Participants in an advanced industries regional workshop held in Silicon Valley called the Metro Program have concluded that digitalisation is now so ubiquitous that it all but defines their sector in the US.

The group, which is made up of industry executives, entrepreneurs, investors, scholars and economic development officials, found that most of the IT technologies that are revolutionising manufacturing and advanced industries today reflect US competencies. These range from increasingly powerful visualisation software, computer-assisted design, 3D printing and rapid prototyping tools to key forms of automation and machine learning to the cloud, the internet of things and data analytics. Software underlies all these technologies and eight of the largest 10 global software companies are American.


A suite of tools and support mechanisms are increasingly in place to foster hardware start-ups in much the same way as was the case for software firms. These include a reduction in hardware start-up costs because of the use of cloud-based digital tools and ‘maker spaces’, increased funding by venture capital (VC) firms, facilitated connections between would-be manufacturers and contract factories to produce sizeable production runs and small start-ups converging with larger-scale advanced manufacturing to track new technology development.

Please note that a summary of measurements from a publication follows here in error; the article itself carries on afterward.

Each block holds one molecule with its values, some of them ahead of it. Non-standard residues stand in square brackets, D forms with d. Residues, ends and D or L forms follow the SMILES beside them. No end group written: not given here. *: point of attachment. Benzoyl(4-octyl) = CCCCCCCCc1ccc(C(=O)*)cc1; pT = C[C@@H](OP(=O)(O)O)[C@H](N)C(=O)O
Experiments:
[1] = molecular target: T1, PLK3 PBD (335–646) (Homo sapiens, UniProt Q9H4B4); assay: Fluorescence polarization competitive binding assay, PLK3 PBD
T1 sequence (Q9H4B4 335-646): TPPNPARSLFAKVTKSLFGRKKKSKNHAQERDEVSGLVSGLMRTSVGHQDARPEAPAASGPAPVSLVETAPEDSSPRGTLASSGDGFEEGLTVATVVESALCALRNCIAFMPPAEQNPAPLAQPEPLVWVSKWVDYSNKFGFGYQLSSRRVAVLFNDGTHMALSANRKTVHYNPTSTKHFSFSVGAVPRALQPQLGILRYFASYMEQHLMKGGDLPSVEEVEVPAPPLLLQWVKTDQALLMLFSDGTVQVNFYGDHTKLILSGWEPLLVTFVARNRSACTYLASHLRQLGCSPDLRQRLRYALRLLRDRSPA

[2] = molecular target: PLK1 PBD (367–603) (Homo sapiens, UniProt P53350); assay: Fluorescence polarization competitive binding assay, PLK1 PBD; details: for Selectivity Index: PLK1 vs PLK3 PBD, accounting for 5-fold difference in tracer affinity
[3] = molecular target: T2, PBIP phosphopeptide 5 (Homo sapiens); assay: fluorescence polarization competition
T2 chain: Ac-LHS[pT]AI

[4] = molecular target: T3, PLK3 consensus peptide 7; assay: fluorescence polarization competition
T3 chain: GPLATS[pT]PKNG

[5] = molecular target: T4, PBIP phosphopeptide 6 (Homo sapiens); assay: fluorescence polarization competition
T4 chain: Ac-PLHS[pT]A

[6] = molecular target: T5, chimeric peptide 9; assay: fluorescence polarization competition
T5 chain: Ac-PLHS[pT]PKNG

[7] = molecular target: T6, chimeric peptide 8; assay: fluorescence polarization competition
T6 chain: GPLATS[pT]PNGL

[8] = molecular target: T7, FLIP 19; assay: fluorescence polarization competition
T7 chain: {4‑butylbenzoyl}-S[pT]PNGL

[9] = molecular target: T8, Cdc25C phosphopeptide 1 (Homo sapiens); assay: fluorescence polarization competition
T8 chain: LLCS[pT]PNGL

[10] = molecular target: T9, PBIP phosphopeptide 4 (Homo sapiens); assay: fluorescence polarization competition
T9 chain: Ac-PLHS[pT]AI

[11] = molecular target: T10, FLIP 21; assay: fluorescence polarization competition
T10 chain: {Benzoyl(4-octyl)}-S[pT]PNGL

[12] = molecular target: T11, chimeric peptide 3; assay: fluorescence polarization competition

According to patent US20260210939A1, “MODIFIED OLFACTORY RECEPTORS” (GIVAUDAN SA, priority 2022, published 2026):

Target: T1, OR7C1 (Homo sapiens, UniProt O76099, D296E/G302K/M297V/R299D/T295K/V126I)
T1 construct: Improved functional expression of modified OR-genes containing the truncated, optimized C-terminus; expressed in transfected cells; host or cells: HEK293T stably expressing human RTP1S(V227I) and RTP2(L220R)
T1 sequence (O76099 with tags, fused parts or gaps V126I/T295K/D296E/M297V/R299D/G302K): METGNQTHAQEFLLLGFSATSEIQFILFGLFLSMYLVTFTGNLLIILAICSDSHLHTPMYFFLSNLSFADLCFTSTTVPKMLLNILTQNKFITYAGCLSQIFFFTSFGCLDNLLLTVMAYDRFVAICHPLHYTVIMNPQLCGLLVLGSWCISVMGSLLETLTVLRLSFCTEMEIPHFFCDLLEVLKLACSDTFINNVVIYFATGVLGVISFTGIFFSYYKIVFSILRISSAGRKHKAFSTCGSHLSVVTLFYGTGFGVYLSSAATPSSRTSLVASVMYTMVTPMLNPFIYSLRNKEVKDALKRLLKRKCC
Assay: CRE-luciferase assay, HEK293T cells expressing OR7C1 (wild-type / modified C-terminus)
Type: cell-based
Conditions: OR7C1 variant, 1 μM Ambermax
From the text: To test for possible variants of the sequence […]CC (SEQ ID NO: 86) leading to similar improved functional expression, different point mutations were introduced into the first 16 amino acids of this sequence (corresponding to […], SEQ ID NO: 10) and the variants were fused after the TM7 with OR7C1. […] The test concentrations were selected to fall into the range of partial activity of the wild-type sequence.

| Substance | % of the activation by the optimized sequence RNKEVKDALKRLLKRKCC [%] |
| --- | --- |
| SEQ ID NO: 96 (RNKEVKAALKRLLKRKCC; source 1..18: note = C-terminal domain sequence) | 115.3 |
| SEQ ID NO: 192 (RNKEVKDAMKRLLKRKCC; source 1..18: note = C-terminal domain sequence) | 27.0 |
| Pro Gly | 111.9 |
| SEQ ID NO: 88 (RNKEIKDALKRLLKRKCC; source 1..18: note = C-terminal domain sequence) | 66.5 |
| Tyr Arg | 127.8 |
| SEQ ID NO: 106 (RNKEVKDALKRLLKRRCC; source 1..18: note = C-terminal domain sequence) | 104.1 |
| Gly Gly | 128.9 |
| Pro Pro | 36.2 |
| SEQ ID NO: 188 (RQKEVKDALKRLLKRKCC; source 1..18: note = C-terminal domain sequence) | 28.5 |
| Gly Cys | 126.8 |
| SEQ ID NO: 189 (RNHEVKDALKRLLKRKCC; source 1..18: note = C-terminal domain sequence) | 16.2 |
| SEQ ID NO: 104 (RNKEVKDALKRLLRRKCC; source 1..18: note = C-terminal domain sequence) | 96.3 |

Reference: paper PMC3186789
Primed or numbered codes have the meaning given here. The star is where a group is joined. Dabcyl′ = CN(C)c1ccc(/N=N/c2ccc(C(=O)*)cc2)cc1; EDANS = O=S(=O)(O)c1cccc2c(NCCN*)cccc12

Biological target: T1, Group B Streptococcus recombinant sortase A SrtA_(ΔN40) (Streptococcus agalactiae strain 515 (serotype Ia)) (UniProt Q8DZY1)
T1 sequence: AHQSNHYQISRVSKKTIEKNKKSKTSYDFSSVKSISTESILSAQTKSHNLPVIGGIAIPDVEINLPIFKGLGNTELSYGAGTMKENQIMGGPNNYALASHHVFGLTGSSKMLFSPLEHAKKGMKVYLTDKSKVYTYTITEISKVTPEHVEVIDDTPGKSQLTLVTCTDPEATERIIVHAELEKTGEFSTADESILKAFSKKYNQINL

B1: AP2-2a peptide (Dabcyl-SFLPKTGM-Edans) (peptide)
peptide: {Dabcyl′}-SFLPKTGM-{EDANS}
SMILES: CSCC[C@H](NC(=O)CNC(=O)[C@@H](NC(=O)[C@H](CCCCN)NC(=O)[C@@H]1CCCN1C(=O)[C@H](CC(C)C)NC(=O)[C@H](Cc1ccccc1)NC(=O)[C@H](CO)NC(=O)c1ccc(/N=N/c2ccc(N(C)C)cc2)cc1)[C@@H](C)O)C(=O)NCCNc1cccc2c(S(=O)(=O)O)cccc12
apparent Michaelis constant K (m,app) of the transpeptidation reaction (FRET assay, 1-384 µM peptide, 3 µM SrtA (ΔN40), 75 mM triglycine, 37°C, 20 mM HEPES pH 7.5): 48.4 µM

But with these opportunities come challenges. VCs are still very much on the sidelines of hardware investment and there’s a limited supply of middle-skill technical workers – including ones with a talent for design and in particular coding.

In conclusion, the workshop, which is a partnership with the city of Fremont, California maintained that states and localities have key roles to play if US metropolitan areas are going to benefit financially from the digitalisation of manufacturing. They need to develop training and apprenticeship initiatives to encourage public/private partnerships rather than public systems that simply require support. They also recommend that regional maker communities and industry networks link up more, and that urban innovation districts are reshaped. The group stressed that both Silicon Valley and other regions can benefit if their advanced industry communities become meeting points of software and hardware competency.